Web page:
The psalmist said, 'He makes me to lie down' (Psalm 23:2 NKJV). Wouldn't you rather go to the park by choice than to the hospital by force? The fact is God won't send you there, but your own lack of wisdom can. Today Jesus is saying to you, 'Get some rest,' and if you're wise you will do it!

Soulfood: Judg 7:1-25 Judg 8 Judg 9:1-33 Matt 16:13-28 Ps 119:65-72 Pro 17:23-26,

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Let Jesus tell you who you are



'You are Peter, and on this rock I will build my church.' Matthew 16:17 NIV

Peter the apostle started out as Peter the fisherman. His father owned a fleet of fishing boats, and Peter probably thought that one day he'd end up running the family business when his dad was gone. But when the Lord has a plan for your life, he will come looking for you! Think about this fascinating interaction between Jesus and Peter: 'But what about you?" he asked. "Who do you say I am?" Simon Peter answered, "You are the Messiah, the Son of the living God." Jesus replied, "Blessed are you, Simon son of Jonah, for this was not revealed to you by flesh and blood, but by my Father in Heaven. And I tell you that you are Peter, and on this rock I will build my church"' (Matthew 16:15-18 NIV).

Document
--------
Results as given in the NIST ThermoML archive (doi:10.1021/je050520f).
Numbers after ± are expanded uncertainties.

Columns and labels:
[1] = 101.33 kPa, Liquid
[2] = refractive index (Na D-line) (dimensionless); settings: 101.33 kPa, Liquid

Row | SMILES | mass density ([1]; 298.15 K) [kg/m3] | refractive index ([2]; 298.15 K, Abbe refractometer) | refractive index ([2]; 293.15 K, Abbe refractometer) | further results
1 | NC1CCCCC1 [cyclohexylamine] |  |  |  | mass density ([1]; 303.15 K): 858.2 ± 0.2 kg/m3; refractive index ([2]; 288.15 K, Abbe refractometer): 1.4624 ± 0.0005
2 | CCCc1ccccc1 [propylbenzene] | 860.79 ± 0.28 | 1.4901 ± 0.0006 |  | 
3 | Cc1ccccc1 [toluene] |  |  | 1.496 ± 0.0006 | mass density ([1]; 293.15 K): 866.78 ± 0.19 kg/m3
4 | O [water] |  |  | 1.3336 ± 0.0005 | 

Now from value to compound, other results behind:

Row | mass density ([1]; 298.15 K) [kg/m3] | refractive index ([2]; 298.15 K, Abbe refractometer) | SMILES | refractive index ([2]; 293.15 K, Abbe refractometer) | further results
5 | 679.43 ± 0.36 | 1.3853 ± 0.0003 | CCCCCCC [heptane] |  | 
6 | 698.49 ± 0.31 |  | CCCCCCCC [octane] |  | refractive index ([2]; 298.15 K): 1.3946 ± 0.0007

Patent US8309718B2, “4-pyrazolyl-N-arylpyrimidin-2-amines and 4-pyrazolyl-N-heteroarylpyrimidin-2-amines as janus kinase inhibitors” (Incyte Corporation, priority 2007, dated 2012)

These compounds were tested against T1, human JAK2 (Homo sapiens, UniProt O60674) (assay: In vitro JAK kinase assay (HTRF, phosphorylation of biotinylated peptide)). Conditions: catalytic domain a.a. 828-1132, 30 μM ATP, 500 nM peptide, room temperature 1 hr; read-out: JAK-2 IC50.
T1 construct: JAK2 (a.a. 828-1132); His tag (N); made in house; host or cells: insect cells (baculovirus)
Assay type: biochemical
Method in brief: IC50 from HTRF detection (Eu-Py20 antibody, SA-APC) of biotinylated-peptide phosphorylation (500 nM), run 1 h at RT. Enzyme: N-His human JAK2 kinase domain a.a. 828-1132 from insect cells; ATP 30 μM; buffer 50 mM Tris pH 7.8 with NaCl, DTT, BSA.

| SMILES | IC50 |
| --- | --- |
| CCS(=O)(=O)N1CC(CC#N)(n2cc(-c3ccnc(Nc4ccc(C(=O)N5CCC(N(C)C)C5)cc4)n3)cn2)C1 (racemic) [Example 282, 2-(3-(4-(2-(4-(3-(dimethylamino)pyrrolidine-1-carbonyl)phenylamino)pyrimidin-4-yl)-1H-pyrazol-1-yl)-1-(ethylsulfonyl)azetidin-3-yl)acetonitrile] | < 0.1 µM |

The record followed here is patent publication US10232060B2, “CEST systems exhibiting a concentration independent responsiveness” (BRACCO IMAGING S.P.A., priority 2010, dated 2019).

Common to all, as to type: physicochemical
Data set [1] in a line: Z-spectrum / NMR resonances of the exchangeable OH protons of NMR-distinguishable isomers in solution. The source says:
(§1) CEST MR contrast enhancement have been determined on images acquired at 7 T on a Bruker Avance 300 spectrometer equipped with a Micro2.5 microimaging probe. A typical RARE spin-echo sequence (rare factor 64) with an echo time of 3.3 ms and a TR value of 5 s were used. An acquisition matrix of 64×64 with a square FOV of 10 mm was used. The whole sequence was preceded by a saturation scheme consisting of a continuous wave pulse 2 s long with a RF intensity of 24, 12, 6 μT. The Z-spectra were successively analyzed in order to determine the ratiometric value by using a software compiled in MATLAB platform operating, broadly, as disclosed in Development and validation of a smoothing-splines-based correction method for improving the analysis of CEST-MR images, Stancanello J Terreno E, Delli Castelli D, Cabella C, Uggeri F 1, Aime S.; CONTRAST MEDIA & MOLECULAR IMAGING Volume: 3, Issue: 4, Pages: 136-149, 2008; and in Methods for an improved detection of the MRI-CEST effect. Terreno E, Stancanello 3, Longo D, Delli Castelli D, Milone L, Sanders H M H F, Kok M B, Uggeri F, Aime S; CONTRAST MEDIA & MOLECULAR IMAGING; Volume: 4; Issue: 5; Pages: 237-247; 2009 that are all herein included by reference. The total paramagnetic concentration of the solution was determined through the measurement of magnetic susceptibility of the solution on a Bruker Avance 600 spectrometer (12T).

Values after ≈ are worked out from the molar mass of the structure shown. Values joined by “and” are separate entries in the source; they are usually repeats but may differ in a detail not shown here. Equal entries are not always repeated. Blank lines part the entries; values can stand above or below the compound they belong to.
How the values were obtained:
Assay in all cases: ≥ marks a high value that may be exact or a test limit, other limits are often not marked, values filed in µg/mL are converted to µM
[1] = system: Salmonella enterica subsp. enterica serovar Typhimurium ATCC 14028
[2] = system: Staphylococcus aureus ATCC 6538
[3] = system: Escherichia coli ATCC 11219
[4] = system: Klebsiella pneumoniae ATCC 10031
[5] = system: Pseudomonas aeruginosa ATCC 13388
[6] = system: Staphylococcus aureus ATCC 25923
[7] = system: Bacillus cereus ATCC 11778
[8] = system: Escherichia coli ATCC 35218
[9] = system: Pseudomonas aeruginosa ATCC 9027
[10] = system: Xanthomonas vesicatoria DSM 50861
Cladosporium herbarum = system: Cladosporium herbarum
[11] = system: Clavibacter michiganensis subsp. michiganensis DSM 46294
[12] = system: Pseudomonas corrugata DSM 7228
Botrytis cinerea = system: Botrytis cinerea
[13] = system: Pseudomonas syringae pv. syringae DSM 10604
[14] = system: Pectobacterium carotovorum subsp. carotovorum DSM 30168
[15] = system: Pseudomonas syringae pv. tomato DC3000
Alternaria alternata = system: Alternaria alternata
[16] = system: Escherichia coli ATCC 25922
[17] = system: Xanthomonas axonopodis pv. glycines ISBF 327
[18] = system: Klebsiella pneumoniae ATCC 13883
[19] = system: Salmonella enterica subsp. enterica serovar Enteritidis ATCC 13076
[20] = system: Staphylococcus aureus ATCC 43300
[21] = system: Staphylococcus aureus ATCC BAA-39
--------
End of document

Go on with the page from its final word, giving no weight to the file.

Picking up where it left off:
There's an important lesson here. When you discover who Jesus is and what he has done for you, you discover who you are and what he has called you to do for him. There's a lot more to life than working forty hours a week for forty years, retiring with a gold watch, drawing a pension, and playing with your grandchildren.

Just as surely as your DNA differs from every other person's on the planet, so does your individual destiny. But to understand and fulfil it, 'you must be born again' (John 3:7 NKJV). Jesus said at the grave of Lazarus, 'He who believes in me, though he may die, he shall live' (John 11:25 NKJV). And the one who raised Lazarus from the dead can bring you to life spiritually, too. Seek him and he will also tell you who you really are.

Soulfood: Josh 2:1-24 Acts 9:20-30,